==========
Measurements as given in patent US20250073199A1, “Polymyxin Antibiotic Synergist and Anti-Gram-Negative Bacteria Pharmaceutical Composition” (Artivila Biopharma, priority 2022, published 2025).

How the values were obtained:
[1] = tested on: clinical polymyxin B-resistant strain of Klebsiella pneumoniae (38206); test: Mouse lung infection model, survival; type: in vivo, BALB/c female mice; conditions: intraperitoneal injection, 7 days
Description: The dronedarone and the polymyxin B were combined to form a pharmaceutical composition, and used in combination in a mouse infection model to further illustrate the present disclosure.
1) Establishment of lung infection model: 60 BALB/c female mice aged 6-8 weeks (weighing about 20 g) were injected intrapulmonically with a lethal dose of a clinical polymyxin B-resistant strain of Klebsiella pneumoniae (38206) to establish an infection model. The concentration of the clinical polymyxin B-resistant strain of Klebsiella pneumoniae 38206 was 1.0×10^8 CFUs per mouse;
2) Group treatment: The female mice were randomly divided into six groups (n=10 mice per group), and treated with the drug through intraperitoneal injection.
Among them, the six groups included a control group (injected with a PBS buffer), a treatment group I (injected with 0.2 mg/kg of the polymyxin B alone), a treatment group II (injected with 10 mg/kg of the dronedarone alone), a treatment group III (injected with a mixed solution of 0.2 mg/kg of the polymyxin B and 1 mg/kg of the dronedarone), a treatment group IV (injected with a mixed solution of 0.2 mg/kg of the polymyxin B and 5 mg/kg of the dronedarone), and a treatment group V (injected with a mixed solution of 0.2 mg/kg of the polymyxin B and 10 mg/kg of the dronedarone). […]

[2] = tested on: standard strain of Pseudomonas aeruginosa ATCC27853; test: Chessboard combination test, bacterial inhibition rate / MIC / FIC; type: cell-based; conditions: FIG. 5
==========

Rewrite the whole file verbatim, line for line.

Measurements as given in patent US20250073199A1, “Polymyxin Antibiotic Synergist and Anti-Gram-Negative Bacteria Pharmaceutical Composition” (Artivila Biopharma, priority 2022, published 2025).

How the values were obtained:
[1] = tested on: clinical polymyxin B-resistant strain of Klebsiella pneumoniae (38206); test: Mouse lung infection model, survival; type: in vivo, BALB/c female mice; conditions: intraperitoneal injection, 7 days
Description: The dronedarone and the polymyxin B were combined to form a pharmaceutical composition, and used in combination in a mouse infection model to further illustrate the present disclosure.
1) Establishment of lung infection model: 60 BALB/c female mice aged 6-8 weeks (weighing about 20 g) were injected intrapulmonically with a lethal dose of a clinical polymyxin B-resistant strain of Klebsiella pneumoniae (38206) to establish an infection model. The concentration of the clinical polymyxin B-resistant strain of Klebsiella pneumoniae 38206 was 1.0×10^8 CFUs per mouse;
2) Group treatment: The female mice were randomly divided into six groups (n=10 mice per group), and treated with the drug through intraperitoneal injection.
Among them, the six groups included a control group (injected with a PBS buffer), a treatment group I (injected with 0.2 mg/kg of the polymyxin B alone), a treatment group II (injected with 10 mg/kg of the dronedarone alone), a treatment group III (injected with a mixed solution of 0.2 mg/kg of the polymyxin B and 1 mg/kg of the dronedarone), a treatment group IV (injected with a mixed solution of 0.2 mg/kg of the polymyxin B and 5 mg/kg of the dronedarone), and a treatment group V (injected with a mixed solution of 0.2 mg/kg of the polymyxin B and 10 mg/kg of the dronedarone). […]

[2] = tested on: standard strain of Pseudomonas aeruginosa ATCC27853; test: Chessboard combination test, bacterial inhibition rate / MIC / FIC; type: cell-based; conditions: FIG. 5